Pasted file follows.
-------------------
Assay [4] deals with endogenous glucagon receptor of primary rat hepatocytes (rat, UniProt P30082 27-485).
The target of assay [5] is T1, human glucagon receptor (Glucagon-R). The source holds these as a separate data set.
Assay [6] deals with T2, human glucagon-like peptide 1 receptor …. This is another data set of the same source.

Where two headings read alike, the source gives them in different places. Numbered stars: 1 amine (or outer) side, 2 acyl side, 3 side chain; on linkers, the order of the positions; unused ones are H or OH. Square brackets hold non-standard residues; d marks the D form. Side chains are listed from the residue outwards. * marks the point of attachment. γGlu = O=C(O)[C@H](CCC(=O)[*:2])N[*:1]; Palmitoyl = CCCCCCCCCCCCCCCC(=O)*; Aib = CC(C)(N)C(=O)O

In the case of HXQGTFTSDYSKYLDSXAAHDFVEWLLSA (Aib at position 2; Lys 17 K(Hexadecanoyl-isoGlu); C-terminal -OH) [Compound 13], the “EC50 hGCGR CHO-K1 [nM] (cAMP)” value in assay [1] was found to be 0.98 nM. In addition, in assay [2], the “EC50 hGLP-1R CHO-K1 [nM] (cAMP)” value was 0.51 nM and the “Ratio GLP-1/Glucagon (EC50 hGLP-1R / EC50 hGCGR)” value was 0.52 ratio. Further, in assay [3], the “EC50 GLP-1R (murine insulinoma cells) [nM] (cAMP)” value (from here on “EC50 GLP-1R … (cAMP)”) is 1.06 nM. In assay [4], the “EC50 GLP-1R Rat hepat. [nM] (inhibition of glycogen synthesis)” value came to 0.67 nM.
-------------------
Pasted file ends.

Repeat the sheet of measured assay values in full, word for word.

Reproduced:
Assay [4] deals with endogenous glucagon receptor of primary rat hepatocytes (rat, UniProt P30082 27-485).
The target of assay [5] is T1, human glucagon receptor (Glucagon-R). The source holds these as a separate data set.
Assay [6] deals with T2, human glucagon-like peptide 1 receptor …. This is another data set of the same source.

Where two headings read alike, the source gives them in different places. Numbered stars: 1 amine (or outer) side, 2 acyl side, 3 side chain; on linkers, the order of the positions; unused ones are H or OH. Square brackets hold non-standard residues; d marks the D form. Side chains are listed from the residue outwards. * marks the point of attachment. γGlu = O=C(O)[C@H](CCC(=O)[*:2])N[*:1]; Palmitoyl = CCCCCCCCCCCCCCCC(=O)*; Aib = CC(C)(N)C(=O)O

In the case of HXQGTFTSDYSKYLDSXAAHDFVEWLLSA (Aib at position 2; Lys 17 K(Hexadecanoyl-isoGlu); C-terminal -OH) [Compound 13], the “EC50 hGCGR CHO-K1 [nM] (cAMP)” value in assay [1] was found to be 0.98 nM. In addition, in assay [2], the “EC50 hGLP-1R CHO-K1 [nM] (cAMP)” value was 0.51 nM and the “Ratio GLP-1/Glucagon (EC50 hGLP-1R / EC50 hGCGR)” value was 0.52 ratio. Further, in assay [3], the “EC50 GLP-1R (murine insulinoma cells) [nM] (cAMP)” value (from here on “EC50 GLP-1R … (cAMP)”) is 1.06 nM. In assay [4], the “EC50 GLP-1R Rat hepat. [nM] (inhibition of glycogen synthesis)” value came to 0.67 nM.